Understanding Your Capital
By Doug Short
July 27, 2011
Note from dshort: Here is an update on a topic I posted following my speaking engagement at the Retirement Industry Income Association (RIIA) spring conference. I will speak again at the RIIA Fall Conference in October. I hope to meet some of you there.
For many years financial planners embraced the image of a three-legged stool to illustrate sources of retirement income:
● Social Security
● Personal Savings
Of course, as we all know, for most people the stool now has only two legs, making it a rather wobbly support. Over the past few decades, private pensions have essentially disappeared. They may still be available for government and some union employees, but pensions in the world of private business are generally available only to a shrinking number of older workers who were grandfathered into a now closed system.
There is, however, a better model for explaining sources of retirement income, and it too fits the three-legged stool analogy. The Retirement Income Industry Association (RIIA) uses the concept of Capital to identify the three sources of retirement income:
● Human Capital
● Social Capital
● Financial Capital
Human Capital is your earning power — cash received for goods produced or services rendered. For most households, Human Capital in the form of wages or small business revenue is the main source of income during their pre-retirement years.
Social Capital, as RIIA defines it, is your claim on the Human Capital of others. Social Security is the largest source of Social Capital. But this category would also include pensions, other government entitlements (Medicare, Medicaid, the Supplemental Nutrition Assistance Program, etc.), financial assistance from relatives and friends, and support from religious or civic organizations.
Financial Capital is the sum of your savings and investments. These would include tax-advantaged savings plans, such as 401(k)s, 403(b)s, traditional IRAs, Roth IRAs, etc., and taxable accounts. This is the category that has been the focus of traditional financial planning. Unless you win the lottery or inherit a fortune, Financial Capital is the result of a long-term process of converting a portion of our Human Capital. Households consume most of their Human Capital in the cash outflows of daily living. In contrast, Financial Capital is essentially a mechanism for deferred consumption — saving some of your disposable income today for future spending. The goal may be near-term, such as a down-payment on a home or college tuition for a child. But the major goal is to save for retirement expenses that won't be covered by Social and Human Capital.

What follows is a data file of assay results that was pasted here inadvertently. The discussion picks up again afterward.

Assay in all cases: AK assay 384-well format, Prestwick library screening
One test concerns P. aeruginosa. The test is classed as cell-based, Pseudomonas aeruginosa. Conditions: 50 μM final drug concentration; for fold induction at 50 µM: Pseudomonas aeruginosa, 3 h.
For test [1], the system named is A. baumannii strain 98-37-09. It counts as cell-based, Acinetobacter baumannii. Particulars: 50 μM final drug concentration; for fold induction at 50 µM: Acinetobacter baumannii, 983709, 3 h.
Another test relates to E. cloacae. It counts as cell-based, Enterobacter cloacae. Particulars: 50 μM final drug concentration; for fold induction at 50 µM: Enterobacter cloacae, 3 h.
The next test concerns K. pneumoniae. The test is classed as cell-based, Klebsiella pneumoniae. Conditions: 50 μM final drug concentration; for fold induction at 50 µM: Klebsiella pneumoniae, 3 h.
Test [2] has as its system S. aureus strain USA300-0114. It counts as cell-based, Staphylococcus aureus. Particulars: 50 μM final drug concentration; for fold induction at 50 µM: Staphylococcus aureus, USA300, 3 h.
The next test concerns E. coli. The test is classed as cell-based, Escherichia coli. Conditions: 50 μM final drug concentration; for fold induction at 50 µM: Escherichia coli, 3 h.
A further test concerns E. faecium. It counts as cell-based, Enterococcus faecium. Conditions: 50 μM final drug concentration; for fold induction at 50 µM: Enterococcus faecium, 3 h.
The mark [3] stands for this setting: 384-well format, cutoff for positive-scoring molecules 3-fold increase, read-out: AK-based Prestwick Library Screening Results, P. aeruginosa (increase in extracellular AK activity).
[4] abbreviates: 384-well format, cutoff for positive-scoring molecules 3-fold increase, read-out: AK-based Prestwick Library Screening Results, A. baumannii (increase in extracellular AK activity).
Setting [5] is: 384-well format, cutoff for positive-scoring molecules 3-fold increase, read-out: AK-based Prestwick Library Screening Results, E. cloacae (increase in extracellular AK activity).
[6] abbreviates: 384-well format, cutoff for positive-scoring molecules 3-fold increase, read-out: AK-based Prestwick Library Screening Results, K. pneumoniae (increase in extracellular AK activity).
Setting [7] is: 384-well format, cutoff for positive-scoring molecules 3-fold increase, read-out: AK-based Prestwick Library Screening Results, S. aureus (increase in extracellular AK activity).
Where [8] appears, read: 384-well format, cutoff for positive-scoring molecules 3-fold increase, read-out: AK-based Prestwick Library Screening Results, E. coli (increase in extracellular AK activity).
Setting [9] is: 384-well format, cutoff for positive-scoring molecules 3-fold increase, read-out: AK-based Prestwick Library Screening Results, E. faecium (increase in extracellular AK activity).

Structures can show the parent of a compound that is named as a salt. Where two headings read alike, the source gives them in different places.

Human Capital: The Key Difference between the Old and New Stools
When we compare the old and new stools, we see that two of the old legs, Social Security and pensions, have been combined into the single leg of Social Capital in the RIIA paradigm. In addition, RIIA adds the new third leg, Human Capital, formerly the mainstay of our pre-retirement years. Why? The reasons are simple enough. Many households nearing retirement during the Lost Decade had their Financial Capital dramatically reduced by the Tech Crash and the Financial Crisis. They must either delay retirement or include some Human Capital activity (work) to keep their Capital flowing. Then too, there is the discovery by many retirees that part-time work or income-producing hobbies offer as much (and for some of us more) fulfillment than a life of leisure.
The Retirement Income Industry Association has created a new professional designation, the Retirement Management Analyst℠ (RMA), for financial planners who want to focus on retirement preparation and strategies for ensuring that our income needs are met during our golden years.
The concept of three types of capital for retirement income is but one of many core concepts in the RMA body of knowledge for this designation. In future posts I'll examine some additional concepts that set RMA designees apart from traditional financial planners, who generally have more expertise on asset accumulation strategies than on managing the ongoing task of generating retirement income.